The Calgary head of the Canadian Home Builders' Association says while he doesn't plan to apologize for comments made last month about future development concerns, he hopes to meet with Mayor Naheed Nenshi to clarify his statements that he says were taken out of context.

Last week Nenshi’s office told Charron Ungar, president of the association's Calgary region, that his group has been suspended from participating in all city hall proceedings.

That suspension will last until Ungar provides a written apology for "inaccurate assertions" he made about the city imposing a suburban development freeze, a letter from Nenshi’s chief of staff Chima Nkemdirim said.

Those comments were made last month at a homebuilders’ association dinner.

Ungar told reporters on Monday that his comments have been taken out of context and he plans to meet with Nenshi about the matter on Tuesday to ensure his association "maintains its seat at the table."

"There is no apology that is going to be coming from my statements, because I stand behind everything that I said," he said.

Future growth concerns

Ungar said he was reacting to the suggestion by a city manager that only two new suburbs will be built in Calgary over the next 10 years.

"I believe we would have significant challenges if those are the only greenfield communities that will be put forward for service lots in the next 10 years. That would pose significant challenges to the development industry in the city," he said.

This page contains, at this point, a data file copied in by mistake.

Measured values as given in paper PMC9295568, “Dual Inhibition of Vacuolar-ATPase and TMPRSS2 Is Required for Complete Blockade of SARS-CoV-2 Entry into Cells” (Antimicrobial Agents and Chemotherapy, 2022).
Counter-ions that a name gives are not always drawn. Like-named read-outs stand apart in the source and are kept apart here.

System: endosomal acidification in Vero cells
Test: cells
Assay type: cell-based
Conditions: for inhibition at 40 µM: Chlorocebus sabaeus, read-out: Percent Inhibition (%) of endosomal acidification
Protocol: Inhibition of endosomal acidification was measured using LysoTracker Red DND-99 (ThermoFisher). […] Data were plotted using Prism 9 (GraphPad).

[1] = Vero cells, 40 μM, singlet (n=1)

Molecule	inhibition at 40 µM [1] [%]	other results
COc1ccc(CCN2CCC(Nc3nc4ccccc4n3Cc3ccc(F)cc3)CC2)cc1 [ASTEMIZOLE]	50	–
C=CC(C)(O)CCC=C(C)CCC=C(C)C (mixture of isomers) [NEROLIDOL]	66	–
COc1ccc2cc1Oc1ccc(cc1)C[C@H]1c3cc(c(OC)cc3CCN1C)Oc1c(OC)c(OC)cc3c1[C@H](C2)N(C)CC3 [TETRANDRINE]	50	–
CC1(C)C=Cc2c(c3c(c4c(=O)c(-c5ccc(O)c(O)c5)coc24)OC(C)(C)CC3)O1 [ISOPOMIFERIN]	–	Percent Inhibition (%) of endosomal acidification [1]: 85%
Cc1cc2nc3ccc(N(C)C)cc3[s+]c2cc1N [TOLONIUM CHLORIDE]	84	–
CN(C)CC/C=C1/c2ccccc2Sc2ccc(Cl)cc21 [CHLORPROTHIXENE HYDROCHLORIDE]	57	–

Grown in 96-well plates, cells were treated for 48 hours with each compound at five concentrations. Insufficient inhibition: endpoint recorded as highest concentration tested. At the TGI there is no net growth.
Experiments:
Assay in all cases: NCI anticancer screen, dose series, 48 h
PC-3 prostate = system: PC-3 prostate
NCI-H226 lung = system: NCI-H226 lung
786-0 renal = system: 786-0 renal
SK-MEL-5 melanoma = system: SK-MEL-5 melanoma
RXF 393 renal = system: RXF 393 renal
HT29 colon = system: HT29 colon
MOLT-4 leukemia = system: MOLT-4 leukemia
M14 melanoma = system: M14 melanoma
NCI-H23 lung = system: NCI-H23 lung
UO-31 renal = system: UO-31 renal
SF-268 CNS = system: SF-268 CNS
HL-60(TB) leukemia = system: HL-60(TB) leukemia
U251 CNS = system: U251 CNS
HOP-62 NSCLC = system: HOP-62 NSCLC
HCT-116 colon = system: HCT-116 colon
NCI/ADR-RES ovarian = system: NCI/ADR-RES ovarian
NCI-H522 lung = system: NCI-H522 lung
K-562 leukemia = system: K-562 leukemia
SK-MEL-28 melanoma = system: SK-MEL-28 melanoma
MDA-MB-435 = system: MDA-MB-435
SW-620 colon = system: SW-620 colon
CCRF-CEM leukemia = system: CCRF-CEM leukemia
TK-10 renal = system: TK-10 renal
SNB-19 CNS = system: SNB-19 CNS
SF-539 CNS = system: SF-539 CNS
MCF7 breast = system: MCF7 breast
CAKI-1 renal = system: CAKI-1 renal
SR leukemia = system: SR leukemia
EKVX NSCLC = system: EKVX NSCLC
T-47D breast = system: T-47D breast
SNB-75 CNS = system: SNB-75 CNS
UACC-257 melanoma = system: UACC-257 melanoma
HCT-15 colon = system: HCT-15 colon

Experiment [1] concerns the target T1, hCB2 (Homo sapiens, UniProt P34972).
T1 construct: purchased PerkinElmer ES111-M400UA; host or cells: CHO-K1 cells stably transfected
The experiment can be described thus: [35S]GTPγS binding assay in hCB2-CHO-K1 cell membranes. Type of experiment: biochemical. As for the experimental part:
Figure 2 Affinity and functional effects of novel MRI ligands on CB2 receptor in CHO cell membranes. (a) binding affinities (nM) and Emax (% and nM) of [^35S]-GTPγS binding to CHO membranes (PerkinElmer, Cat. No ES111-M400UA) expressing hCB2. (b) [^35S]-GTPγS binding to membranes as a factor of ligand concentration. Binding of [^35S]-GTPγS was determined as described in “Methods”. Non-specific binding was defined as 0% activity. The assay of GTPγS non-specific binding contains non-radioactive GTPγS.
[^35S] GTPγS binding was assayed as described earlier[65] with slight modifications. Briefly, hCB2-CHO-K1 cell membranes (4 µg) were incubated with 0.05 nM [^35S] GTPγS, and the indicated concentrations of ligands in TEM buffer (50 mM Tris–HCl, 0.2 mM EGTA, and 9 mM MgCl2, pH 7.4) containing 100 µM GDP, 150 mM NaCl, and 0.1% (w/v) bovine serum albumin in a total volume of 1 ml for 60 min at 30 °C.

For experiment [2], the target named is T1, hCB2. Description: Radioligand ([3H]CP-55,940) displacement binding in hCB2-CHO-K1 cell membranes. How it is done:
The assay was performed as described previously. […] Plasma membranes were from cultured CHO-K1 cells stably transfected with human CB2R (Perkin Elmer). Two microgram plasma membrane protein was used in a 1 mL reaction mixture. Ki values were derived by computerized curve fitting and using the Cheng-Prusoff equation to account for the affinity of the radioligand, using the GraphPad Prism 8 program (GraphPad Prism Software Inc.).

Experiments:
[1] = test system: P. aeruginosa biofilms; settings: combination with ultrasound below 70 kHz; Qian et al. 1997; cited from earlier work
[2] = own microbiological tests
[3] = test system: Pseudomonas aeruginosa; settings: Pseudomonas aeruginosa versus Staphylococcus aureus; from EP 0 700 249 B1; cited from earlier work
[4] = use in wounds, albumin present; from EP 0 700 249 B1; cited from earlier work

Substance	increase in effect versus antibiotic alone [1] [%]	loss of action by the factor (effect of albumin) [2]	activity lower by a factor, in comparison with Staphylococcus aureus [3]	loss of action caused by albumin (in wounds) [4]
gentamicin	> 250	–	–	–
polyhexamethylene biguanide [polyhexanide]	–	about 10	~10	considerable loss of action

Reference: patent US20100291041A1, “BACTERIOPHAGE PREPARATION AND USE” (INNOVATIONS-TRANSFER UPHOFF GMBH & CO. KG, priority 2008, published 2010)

Ald. Diane Colley-Urquhart has also questioned whether the mayor’s office has the full story.

"I really feel that Mayor Nenshi hasn't been fully informed about really what happened at that home builders’ dinner. And I think comments that the president of the home builders' association made were taken out of context," she said.

Colley-Urquhart said the issue demonstrates that opinions are very divided about how Calgary’s growth should be managed.

The relationship between the city and the builders needs to be fixed, she added.

"We are building a great city. We don't want to scare off all the developers so they build these communities outside our borders, where we don't get the tax base anyway. That has slowly been happening now for the last year or so," she said.

Council went behind closed doors on Monday afternoon to review the decision to suspend the builders' group from city deliberations.